Production of the full sized models began in 1948 with the model 'H' series, which offered three units. The model 'H' was a tricycle type, the model 'HFS'came with a fixed standard type front axle, and the 'HFA' which had an adjustable wide front axle. The 'H' was rated as a 25-belt horsepower unit equipped with a four cylinder 1XB Hercules engine. The 'H' was rated as a two-plow unit a weighed 3650 pounds. On an 86" wheel base, it had 10 x 38 rears and 5.00 x 15 front tires. The University of Nebraska Tractor Test Laboratory tested the 'H' in May 1949, test #407.

Three different model ' I ' units were offered: The ' I ' was a tricycle front-end model, the 'IFS' had a standard fixed front axle, and the 'IFA' had a standard adjustable front axle. The ' I ' was a 40-belt horsepower six-cylinder engine ZXD Hercules engine model. Rated as a two to three plow unit, it had a 94" wheelbase and sat on 10 x 38 rears and 5.50 x 16 fronts. Its weight was 4,000 pounds and was also tested at Nebraska in May 1949 under test #408.

Production of the 'A's, 'D's, and 'E's resulted in an estimated 50,000 to 60,000 total units, whereas there were probably less than 500 each of the 'H's and 'I's made.

In addition to tractors, the Gibson company was also engaged in the production of forklifts under Government contract for the Navy during the late 1940's and early 1950's. Stories conflict somewhat and there was probably no one single reason for the company's demise. A combination of factors including competition, and pressure to meet production quotas of forklifts at the expense of turning out tractors were probably the chief ingredients in the company's downfall as it was originally known. Wilbur Gibson died in 1959 at the age of 44 from a heart attack.

Tractor production had already ceased in 1952 when the company was sold to Helene Curtis Industries of Chicago, Illinois, which, in turn organized it as a division of Fox Metal Company of Denver, Colorado. The intent was to reestablish tractor production in Denver. Instead for approximately seven months in 1953, tractor parts were sold out of the Denver plant but no tractors were made. Production interests were then "leased" to a newly formed company known as Western American Industries in Longmont, Colorado. This new company made approximately 1,000 model D's, SD's, and Super D's before being competed out of the marketplace in 1958. A Western American Industries ad dated 3-25-57 listed the following prices: 'D' $760.00; 'SD':$810.00; Super D:$845.00.

Serial numbers were located on the frame rail, usually on the right side. They were stamped into the metal and started with the model letter, followed by production sequence numbers, which were assumed to start with number one.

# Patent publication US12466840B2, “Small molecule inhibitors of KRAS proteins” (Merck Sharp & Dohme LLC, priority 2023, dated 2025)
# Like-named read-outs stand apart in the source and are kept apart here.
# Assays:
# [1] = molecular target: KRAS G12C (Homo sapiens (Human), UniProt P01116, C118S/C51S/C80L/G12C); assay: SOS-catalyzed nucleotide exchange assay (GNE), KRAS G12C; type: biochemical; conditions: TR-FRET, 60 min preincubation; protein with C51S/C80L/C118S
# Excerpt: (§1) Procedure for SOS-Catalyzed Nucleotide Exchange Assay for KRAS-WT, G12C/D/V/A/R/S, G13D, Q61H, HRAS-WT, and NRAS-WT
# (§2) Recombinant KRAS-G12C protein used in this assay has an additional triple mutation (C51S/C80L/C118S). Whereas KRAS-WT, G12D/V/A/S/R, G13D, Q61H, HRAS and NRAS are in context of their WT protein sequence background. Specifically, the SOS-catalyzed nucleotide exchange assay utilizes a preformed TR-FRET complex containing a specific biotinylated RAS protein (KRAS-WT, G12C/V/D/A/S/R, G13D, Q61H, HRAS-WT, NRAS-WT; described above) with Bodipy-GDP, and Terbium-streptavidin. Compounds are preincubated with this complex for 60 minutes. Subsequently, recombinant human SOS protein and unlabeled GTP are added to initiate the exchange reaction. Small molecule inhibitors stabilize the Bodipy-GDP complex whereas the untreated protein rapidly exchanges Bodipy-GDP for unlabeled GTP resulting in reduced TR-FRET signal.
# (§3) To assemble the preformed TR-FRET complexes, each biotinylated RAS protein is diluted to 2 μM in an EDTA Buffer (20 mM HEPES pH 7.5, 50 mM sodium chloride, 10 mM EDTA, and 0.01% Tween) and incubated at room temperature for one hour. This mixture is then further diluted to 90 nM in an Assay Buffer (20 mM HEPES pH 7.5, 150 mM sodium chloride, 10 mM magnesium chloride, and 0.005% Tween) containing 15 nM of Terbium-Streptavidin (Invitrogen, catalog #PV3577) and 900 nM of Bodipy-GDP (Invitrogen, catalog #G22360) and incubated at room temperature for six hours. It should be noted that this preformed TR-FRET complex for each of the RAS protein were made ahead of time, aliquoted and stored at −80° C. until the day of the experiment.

Model A's were painted yellow or Ford tractor gray. Early D's with 22" rear wheels were also a Ford tractor gray. Later model D's were painted Wisconsin engine gray with steel colored outer and red inner rims(front wheel hubcaps were red). All of the remaining models were red with steel colored rims (some Super D's had yellow inner rims on the rears).

Gibson tractors were sold throughout the United States and in 26 foreign countries. Many are still in use with no thought being given to semi-retiring them to shows.
 

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Good history and background piece! A lot of tractor and automobile manufacturers went the way of the DoDo bird during this period.
 

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My Grandfather had one, which an Uncle still owns. You held on going up hill by incorporating the "pucker factor". Those old Wisconsin engines were noted for kicking back. One day I wrapped the rope around it and gave a pull. It kicked back, and I ended up standing on the other side of the tractor.

He left it setting outside most of the time, so it deteriorated pretty badly. when I was in my ealy teens he decided to stay with my aunt in St. Louis, due to his poor health. Grandpa asked me to take the tractor over to a neighbors so no one would bother it while he was gone. The front tires were rotten, and when I tried to turn the steering wheel (homemade addition to replace the tiller), the center broke out, so I got a pair of visegrips to clamp on the steering shaft to steer with. The clutch (spring pulling belts tight) wouldn't hold, so I had my left foot hooked over it to hold it back. The the throttle cable broke at the governor. I am going down the road using my right hand to steer with a pair of visegrips, my left foot hooked over the clutch to pull it back, and leaning for enough forward to hold the governor open with my left hand, while my right foot is hooked over the frame to keep from falling off. AND HE WAS WORRIED AOBUT SOMEONE STEALING IT!!!!!
 

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I guess a Curtis Cab, airconditioning, CD player, and seat belts was out of the question ehh??? :lmao: :smiles: :cowboy: